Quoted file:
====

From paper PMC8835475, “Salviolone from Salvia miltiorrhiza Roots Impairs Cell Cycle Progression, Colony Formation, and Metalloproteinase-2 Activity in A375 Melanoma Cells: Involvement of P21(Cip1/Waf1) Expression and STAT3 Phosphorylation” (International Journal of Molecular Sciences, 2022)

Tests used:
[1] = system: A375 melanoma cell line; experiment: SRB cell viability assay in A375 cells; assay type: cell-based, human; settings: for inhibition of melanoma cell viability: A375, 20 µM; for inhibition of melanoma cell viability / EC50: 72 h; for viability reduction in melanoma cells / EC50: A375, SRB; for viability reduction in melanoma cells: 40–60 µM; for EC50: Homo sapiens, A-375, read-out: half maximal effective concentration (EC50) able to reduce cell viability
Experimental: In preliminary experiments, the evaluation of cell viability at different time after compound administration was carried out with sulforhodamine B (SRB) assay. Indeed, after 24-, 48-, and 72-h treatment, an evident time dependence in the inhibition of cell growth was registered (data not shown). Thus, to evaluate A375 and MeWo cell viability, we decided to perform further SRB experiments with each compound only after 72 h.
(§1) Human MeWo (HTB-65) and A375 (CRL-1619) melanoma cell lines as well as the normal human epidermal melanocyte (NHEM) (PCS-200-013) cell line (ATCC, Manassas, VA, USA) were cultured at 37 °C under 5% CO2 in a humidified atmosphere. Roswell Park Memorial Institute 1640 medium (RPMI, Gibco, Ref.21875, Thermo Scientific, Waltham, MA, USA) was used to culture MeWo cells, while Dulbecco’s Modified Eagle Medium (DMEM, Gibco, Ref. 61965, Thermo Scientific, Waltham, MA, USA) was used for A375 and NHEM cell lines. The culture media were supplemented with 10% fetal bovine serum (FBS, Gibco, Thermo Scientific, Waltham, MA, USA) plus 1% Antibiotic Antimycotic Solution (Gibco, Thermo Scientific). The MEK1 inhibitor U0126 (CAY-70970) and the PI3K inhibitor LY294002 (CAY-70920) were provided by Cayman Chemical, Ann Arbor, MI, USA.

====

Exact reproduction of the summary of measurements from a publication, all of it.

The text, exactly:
From paper PMC8835475, “Salviolone from Salvia miltiorrhiza Roots Impairs Cell Cycle Progression, Colony Formation, and Metalloproteinase-2 Activity in A375 Melanoma Cells: Involvement of P21(Cip1/Waf1) Expression and STAT3 Phosphorylation” (International Journal of Molecular Sciences, 2022)

Tests used:
[1] = system: A375 melanoma cell line; experiment: SRB cell viability assay in A375 cells; assay type: cell-based, human; settings: for inhibition of melanoma cell viability: A375, 20 µM; for inhibition of melanoma cell viability / EC50: 72 h; for viability reduction in melanoma cells / EC50: A375, SRB; for viability reduction in melanoma cells: 40–60 µM; for EC50: Homo sapiens, A-375, read-out: half maximal effective concentration (EC50) able to reduce cell viability
Experimental: In preliminary experiments, the evaluation of cell viability at different time after compound administration was carried out with sulforhodamine B (SRB) assay. Indeed, after 24-, 48-, and 72-h treatment, an evident time dependence in the inhibition of cell growth was registered (data not shown). Thus, to evaluate A375 and MeWo cell viability, we decided to perform further SRB experiments with each compound only after 72 h.
(§1) Human MeWo (HTB-65) and A375 (CRL-1619) melanoma cell lines as well as the normal human epidermal melanocyte (NHEM) (PCS-200-013) cell line (ATCC, Manassas, VA, USA) were cultured at 37 °C under 5% CO2 in a humidified atmosphere. Roswell Park Memorial Institute 1640 medium (RPMI, Gibco, Ref.21875, Thermo Scientific, Waltham, MA, USA) was used to culture MeWo cells, while Dulbecco’s Modified Eagle Medium (DMEM, Gibco, Ref. 61965, Thermo Scientific, Waltham, MA, USA) was used for A375 and NHEM cell lines. The culture media were supplemented with 10% fetal bovine serum (FBS, Gibco, Thermo Scientific, Waltham, MA, USA) plus 1% Antibiotic Antimycotic Solution (Gibco, Thermo Scientific). The MEK1 inhibitor U0126 (CAY-70970) and the PI3K inhibitor LY294002 (CAY-70920) were provided by Cayman Chemical, Ann Arbor, MI, USA.